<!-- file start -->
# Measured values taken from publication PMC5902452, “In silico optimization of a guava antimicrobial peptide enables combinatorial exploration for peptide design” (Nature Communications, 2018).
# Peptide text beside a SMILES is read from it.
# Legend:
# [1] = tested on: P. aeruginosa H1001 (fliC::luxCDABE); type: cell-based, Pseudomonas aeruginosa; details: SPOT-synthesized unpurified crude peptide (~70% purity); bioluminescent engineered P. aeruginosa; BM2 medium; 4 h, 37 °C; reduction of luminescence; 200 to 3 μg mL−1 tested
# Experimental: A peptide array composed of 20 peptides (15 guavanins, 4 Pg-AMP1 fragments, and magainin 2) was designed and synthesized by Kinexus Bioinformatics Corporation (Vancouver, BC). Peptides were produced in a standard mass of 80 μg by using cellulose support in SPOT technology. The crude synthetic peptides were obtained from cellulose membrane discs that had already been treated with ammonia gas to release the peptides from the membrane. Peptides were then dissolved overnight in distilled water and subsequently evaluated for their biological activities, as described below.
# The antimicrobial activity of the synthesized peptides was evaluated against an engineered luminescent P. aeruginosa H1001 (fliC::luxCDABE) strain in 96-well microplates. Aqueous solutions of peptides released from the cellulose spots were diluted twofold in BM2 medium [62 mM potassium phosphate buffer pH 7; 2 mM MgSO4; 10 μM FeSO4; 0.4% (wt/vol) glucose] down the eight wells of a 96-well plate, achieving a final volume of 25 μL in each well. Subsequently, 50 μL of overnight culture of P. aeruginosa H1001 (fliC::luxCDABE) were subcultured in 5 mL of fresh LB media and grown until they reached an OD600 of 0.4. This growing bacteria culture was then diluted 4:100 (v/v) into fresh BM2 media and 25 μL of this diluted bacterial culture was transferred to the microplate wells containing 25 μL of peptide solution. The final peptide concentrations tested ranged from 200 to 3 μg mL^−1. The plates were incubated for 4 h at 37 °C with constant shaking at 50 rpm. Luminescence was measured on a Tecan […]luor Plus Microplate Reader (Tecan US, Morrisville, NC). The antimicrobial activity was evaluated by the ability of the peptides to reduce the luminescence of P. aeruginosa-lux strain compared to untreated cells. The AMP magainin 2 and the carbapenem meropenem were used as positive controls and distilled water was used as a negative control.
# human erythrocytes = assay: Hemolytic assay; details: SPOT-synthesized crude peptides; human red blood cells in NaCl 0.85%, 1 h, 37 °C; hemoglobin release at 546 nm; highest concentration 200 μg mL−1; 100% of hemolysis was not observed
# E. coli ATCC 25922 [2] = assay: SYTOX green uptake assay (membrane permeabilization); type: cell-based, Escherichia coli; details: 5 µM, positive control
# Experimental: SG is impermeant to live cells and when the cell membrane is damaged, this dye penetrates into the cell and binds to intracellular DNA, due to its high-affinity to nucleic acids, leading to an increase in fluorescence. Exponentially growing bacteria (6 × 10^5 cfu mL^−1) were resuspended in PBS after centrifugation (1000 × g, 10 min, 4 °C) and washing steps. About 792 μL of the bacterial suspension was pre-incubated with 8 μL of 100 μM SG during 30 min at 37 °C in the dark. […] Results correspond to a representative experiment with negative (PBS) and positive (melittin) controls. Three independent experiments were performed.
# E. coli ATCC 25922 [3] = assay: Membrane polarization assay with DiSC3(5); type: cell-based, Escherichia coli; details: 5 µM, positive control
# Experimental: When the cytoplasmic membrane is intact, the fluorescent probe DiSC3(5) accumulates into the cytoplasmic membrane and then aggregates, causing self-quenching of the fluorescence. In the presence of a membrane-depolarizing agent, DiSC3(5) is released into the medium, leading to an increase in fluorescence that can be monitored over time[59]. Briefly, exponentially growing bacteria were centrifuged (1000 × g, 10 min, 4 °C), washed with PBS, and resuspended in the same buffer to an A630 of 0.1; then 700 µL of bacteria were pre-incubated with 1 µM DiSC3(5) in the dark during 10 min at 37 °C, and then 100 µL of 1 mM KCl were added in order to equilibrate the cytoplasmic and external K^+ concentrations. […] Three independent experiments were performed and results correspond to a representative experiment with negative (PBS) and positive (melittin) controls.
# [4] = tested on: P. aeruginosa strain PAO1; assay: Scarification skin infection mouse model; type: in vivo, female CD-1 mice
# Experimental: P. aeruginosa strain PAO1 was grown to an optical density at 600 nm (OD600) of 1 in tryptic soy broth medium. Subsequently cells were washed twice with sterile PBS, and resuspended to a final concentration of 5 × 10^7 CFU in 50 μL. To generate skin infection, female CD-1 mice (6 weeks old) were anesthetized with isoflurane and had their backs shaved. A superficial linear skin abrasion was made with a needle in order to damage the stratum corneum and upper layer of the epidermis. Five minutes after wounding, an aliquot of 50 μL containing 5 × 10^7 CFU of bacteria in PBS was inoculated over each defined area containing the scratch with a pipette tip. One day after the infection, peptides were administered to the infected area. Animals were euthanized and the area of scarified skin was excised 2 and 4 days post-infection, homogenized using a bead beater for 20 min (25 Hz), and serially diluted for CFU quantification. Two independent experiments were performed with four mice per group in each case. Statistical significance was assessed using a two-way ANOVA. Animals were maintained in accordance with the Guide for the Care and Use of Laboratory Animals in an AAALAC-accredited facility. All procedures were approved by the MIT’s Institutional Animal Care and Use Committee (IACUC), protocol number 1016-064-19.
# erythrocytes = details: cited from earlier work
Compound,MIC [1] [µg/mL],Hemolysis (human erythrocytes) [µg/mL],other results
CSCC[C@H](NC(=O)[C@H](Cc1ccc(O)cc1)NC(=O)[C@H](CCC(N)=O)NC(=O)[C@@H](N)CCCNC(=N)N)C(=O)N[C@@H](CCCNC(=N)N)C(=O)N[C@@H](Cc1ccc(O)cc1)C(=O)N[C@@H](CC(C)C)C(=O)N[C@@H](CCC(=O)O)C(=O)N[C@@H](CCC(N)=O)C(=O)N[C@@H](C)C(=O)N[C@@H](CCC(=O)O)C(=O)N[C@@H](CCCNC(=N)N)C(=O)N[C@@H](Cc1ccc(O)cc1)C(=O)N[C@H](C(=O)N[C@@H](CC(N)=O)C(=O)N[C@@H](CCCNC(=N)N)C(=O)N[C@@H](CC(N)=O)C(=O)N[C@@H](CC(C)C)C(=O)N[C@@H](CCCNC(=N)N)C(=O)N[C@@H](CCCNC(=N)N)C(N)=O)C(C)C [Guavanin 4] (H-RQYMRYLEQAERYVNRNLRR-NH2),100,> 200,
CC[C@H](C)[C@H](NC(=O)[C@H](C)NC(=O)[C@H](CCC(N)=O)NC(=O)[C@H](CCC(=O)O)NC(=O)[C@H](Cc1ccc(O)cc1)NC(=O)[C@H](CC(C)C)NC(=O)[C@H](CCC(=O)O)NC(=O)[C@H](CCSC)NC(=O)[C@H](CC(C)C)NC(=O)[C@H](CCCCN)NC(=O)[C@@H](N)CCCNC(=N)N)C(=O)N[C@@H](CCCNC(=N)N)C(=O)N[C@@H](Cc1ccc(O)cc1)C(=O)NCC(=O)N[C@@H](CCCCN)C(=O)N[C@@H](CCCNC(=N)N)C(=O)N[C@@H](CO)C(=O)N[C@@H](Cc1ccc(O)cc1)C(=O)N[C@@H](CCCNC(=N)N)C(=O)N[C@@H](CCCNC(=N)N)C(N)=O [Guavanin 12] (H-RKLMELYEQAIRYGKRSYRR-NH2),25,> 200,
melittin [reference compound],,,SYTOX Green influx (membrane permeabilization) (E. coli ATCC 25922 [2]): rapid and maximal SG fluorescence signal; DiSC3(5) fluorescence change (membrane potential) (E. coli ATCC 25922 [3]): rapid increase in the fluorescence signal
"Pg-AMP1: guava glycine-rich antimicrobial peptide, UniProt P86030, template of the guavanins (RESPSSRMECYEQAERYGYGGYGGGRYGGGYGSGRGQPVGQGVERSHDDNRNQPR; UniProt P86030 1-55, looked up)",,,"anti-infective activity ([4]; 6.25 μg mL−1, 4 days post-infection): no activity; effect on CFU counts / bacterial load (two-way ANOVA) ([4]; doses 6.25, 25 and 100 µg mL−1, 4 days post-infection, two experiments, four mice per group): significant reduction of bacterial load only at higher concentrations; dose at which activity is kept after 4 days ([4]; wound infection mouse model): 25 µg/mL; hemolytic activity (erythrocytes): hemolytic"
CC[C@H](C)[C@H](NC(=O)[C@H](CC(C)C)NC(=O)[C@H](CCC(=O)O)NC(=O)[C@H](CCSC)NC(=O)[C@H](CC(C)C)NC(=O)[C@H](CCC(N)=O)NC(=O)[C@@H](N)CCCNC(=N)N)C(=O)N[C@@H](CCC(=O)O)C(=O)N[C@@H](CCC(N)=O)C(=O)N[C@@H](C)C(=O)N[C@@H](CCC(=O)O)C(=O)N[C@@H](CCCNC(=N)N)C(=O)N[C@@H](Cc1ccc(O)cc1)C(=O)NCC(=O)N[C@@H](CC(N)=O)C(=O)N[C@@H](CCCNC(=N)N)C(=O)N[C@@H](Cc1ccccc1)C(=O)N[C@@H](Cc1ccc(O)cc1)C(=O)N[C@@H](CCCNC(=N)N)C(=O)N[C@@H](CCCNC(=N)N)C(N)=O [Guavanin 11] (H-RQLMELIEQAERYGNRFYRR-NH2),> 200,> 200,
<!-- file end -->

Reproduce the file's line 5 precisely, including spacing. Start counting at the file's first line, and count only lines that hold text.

# Experimental: A peptide array composed of 20 peptides (15 guavanins, 4 Pg-AMP1 fragments, and magainin 2) was designed and synthesized by Kinexus Bioinformatics Corporation (Vancouver, BC). Peptides were produced in a standard mass of 80 μg by using cellulose support in SPOT technology. The crude synthetic peptides were obtained from cellulose membrane discs that had already been treated with ammonia gas to release the peptides from the membrane. Peptides were then dissolved overnight in distilled water and subsequently evaluated for their biological activities, as described below.